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A Wine List for the Instagram Age at Momofuku Ko

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A close look at Jordan Salcito's unconventional new wine list.

Daniel Krieger

Several sommeliers have used social media to successfully get the word out to wine drinkers about what they were up to — who can forget Michael Madrigale’s big bottle pics, or the trend for sabering that Patrick Cappiello set off as shots of him with a sword proliferated — but Momofuku’s Jordan Salcito may be the first sommelier to format an actual wine list in the style of social media. She has arranged the Momofuku Ko wine list around stark photography of winemakers, of the type that sommeliers and wine collectors post to their own Instagram feeds, acknowledging that to the wine savvy these winemakers represent a certain kind of celebrity. Salcito has also grouped up wine producers on the page by friends and followers, offering one person’s wine listed nearby another wine that is said to have influenced it, in the same way that social media groups replies to original comments. You might not know, for instance, the connections in Burgundy between Roulot, Coche, and Boisson that the Ko wine list makes explicit. Or the set of producers inspired by Anselme Selosse in Champagne. In fact, it is highly likely that you wouldn’t know. This is the kind of information that the sommelier traditionally has in their mind and that the diner traditionally doesn’t. Not any longer. As on Twitter and Facebook, Ko makes social groups explicit. This is a wine list built on the fundamentals of social media.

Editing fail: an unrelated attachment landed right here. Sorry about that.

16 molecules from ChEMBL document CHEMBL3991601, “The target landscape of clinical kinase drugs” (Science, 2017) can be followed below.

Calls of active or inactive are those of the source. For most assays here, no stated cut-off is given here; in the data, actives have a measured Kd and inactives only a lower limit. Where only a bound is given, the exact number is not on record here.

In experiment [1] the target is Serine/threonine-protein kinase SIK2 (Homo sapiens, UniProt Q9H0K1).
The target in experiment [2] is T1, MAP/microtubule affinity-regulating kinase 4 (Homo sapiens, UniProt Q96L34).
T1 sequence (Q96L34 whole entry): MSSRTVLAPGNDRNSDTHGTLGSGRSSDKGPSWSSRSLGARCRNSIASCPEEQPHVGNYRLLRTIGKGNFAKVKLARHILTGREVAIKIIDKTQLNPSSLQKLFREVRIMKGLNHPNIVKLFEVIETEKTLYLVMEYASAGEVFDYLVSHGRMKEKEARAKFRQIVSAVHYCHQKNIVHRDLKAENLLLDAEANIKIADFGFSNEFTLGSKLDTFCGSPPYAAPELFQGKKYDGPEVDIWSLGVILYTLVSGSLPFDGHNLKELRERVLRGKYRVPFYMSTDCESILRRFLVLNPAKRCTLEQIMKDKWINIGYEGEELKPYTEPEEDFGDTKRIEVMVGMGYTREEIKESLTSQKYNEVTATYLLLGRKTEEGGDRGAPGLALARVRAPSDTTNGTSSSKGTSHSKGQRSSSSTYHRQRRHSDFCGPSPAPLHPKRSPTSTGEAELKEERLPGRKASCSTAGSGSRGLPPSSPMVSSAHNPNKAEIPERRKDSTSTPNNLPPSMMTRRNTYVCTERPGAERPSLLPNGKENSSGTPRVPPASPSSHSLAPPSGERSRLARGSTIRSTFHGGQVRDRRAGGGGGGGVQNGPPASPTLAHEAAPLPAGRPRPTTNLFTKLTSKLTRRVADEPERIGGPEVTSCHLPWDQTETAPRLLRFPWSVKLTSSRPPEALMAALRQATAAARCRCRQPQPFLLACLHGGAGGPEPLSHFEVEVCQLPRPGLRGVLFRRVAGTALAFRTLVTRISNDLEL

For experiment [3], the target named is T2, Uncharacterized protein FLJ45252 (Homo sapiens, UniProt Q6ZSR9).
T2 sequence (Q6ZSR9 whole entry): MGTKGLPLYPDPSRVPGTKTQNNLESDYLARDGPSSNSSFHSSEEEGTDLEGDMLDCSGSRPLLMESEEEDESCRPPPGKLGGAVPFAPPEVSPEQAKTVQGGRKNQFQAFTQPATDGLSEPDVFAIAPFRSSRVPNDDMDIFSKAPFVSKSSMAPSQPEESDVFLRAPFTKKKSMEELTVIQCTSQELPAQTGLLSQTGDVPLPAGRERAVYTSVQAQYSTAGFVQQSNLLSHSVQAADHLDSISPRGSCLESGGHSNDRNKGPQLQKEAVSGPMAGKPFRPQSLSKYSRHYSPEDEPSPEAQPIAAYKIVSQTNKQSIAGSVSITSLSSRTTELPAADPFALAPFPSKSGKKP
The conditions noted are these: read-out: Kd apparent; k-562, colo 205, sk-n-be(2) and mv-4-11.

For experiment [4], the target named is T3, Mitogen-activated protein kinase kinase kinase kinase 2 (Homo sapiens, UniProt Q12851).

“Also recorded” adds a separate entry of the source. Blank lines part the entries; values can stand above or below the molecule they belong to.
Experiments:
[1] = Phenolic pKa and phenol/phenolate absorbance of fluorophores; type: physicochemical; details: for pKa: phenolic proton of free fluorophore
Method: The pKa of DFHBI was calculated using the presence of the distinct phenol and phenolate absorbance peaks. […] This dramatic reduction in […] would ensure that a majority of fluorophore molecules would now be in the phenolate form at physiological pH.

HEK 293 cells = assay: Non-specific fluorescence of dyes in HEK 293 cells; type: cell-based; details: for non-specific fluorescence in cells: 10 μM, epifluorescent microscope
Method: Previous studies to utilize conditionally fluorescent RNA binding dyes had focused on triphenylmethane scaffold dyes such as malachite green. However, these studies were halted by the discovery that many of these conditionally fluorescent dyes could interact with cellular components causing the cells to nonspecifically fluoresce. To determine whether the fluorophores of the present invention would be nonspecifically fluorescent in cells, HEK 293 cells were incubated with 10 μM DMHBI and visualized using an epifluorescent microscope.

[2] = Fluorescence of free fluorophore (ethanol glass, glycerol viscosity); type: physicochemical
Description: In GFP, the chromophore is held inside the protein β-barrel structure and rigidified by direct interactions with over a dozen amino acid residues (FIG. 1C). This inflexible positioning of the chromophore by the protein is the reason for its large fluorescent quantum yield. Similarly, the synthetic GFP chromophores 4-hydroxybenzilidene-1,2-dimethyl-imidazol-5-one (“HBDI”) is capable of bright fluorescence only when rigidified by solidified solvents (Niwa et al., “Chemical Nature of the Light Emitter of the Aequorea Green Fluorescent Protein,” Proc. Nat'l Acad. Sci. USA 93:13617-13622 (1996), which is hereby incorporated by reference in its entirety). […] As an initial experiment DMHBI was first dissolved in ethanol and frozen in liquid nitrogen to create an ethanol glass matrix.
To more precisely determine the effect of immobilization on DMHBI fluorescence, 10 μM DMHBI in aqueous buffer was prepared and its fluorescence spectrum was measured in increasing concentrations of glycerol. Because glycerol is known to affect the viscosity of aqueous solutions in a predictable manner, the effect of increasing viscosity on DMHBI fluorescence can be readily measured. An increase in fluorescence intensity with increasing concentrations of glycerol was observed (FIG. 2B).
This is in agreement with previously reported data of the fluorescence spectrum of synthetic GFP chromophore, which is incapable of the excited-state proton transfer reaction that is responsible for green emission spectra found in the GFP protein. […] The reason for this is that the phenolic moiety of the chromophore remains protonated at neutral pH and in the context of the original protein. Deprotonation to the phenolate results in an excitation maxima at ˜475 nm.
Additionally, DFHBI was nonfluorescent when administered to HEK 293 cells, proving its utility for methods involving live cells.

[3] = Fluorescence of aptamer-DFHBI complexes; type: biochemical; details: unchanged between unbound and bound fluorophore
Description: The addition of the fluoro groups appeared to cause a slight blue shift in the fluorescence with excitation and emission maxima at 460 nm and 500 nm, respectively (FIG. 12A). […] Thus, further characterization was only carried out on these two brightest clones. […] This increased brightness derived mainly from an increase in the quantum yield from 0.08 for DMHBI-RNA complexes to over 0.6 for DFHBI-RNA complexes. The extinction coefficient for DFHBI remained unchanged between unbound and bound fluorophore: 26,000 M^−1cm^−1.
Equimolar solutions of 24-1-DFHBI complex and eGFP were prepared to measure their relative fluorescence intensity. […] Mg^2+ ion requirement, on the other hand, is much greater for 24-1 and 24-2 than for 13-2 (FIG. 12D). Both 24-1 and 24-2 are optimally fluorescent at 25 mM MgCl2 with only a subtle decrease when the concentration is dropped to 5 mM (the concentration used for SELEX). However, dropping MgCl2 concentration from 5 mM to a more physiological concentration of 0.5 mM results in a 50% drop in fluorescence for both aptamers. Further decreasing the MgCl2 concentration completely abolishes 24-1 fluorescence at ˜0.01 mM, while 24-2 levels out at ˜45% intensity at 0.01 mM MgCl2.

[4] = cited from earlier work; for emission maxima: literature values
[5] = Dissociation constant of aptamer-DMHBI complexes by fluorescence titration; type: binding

[Page 32, dedicated to Jean-Marc Roulut]

[Page 33, focusing on Roulot, Coche, and Boisson]

"We believe that highlighting the people and narratives behind the wines we serve, as well as the relationship between producers, allows us to further engage and connect with each bottle" begins the introduction to the Momofuku Ko wine list. It is a helpful idea, because winemaker friend groups are such a sure indicator of actual wine styles. "Say what you want about my friends’ politics, but they make good wine" is perhaps not anything a winemaker has directly said, but surely several have thought it. The likeminded in wine tend to stick together, and the idea of copinage is particularly relevant to some key winemaking groups today. Think of the often referred to "Gang of Four," in Beaujolais, which are well represented at Ko. They share certain ideas amongst them, in addition to proximity, and that helps define them stylistically. It also helps give a sense to consumers of what they themselves might enjoy. We are long past the idea that there is one correct and good type of wine. We are in a diverse wine world of sometimes competing and contradictory ideas. One route to navigating this world is to follow the friends of friends.

This is more than just a simpler way to convey information, however. This is a sales technique. Perhaps you are aware that you like Coche-Dury, but not the $795 price tag that can come with the wines? Well, how about the similarly minded Boisson for $85? That is the implication and the proposal at Ko. The encouragement to try something new and different receives the same reaffirmation at Ko that is receives in the wider wine world today, and perhaps for the same reason: the wines of the affirmed great producers have gotten expensive and rare. Wouldn’t it be nice to know what was similar, but available for less money? This is the position that Ko tries to highlight. "This is different than what you had last time, but it shares the same philosophy" is a powerful sales pitch, whether it be for a wine or your next course.